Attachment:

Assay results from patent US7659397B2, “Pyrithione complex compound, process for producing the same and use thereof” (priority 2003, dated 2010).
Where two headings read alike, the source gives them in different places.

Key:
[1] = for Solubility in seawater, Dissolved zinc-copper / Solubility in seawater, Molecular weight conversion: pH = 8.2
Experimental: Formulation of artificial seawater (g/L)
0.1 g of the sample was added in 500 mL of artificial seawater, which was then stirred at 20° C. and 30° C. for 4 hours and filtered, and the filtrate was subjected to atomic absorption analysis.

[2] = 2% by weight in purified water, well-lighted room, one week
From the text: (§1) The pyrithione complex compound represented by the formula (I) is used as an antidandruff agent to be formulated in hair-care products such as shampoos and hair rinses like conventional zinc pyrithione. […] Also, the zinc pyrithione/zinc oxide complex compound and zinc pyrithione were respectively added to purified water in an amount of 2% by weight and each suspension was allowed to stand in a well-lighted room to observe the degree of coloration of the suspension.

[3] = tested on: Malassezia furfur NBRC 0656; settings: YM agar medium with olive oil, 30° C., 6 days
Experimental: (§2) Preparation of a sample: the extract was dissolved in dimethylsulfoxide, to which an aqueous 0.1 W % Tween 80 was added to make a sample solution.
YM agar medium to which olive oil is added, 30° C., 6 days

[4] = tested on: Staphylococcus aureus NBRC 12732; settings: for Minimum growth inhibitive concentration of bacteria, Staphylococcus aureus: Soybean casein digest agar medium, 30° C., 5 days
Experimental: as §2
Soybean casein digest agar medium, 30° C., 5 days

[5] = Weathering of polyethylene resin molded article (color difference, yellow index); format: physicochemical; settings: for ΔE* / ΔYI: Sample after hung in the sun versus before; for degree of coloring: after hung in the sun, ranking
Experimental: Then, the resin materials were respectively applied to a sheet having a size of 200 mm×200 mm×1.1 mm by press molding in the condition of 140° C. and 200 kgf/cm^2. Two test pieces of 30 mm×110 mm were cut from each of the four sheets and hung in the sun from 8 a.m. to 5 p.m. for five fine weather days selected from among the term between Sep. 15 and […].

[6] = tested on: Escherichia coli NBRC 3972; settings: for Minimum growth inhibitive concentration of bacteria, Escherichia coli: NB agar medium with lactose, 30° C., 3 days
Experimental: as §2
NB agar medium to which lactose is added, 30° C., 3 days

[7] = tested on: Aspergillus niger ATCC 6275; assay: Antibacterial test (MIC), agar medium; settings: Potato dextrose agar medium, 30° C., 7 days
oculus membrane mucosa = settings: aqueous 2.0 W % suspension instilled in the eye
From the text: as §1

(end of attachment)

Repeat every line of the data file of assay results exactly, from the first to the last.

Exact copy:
Assay results from patent US7659397B2, “Pyrithione complex compound, process for producing the same and use thereof” (priority 2003, dated 2010).
Where two headings read alike, the source gives them in different places.

Key:
[1] = for Solubility in seawater, Dissolved zinc-copper / Solubility in seawater, Molecular weight conversion: pH = 8.2
Experimental: Formulation of artificial seawater (g/L)
0.1 g of the sample was added in 500 mL of artificial seawater, which was then stirred at 20° C. and 30° C. for 4 hours and filtered, and the filtrate was subjected to atomic absorption analysis.

[2] = 2% by weight in purified water, well-lighted room, one week
From the text: (§1) The pyrithione complex compound represented by the formula (I) is used as an antidandruff agent to be formulated in hair-care products such as shampoos and hair rinses like conventional zinc pyrithione. […] Also, the zinc pyrithione/zinc oxide complex compound and zinc pyrithione were respectively added to purified water in an amount of 2% by weight and each suspension was allowed to stand in a well-lighted room to observe the degree of coloration of the suspension.

[3] = tested on: Malassezia furfur NBRC 0656; settings: YM agar medium with olive oil, 30° C., 6 days
Experimental: (§2) Preparation of a sample: the extract was dissolved in dimethylsulfoxide, to which an aqueous 0.1 W % Tween 80 was added to make a sample solution.
YM agar medium to which olive oil is added, 30° C., 6 days

[4] = tested on: Staphylococcus aureus NBRC 12732; settings: for Minimum growth inhibitive concentration of bacteria, Staphylococcus aureus: Soybean casein digest agar medium, 30° C., 5 days
Experimental: as §2
Soybean casein digest agar medium, 30° C., 5 days

[5] = Weathering of polyethylene resin molded article (color difference, yellow index); format: physicochemical; settings: for ΔE* / ΔYI: Sample after hung in the sun versus before; for degree of coloring: after hung in the sun, ranking
Experimental: Then, the resin materials were respectively applied to a sheet having a size of 200 mm×200 mm×1.1 mm by press molding in the condition of 140° C. and 200 kgf/cm^2. Two test pieces of 30 mm×110 mm were cut from each of the four sheets and hung in the sun from 8 a.m. to 5 p.m. for five fine weather days selected from among the term between Sep. 15 and […].

[6] = tested on: Escherichia coli NBRC 3972; settings: for Minimum growth inhibitive concentration of bacteria, Escherichia coli: NB agar medium with lactose, 30° C., 3 days
Experimental: as §2
NB agar medium to which lactose is added, 30° C., 3 days

[7] = tested on: Aspergillus niger ATCC 6275; assay: Antibacterial test (MIC), agar medium; settings: Potato dextrose agar medium, 30° C., 7 days
oculus membrane mucosa = settings: aqueous 2.0 W % suspension instilled in the eye
From the text: as §1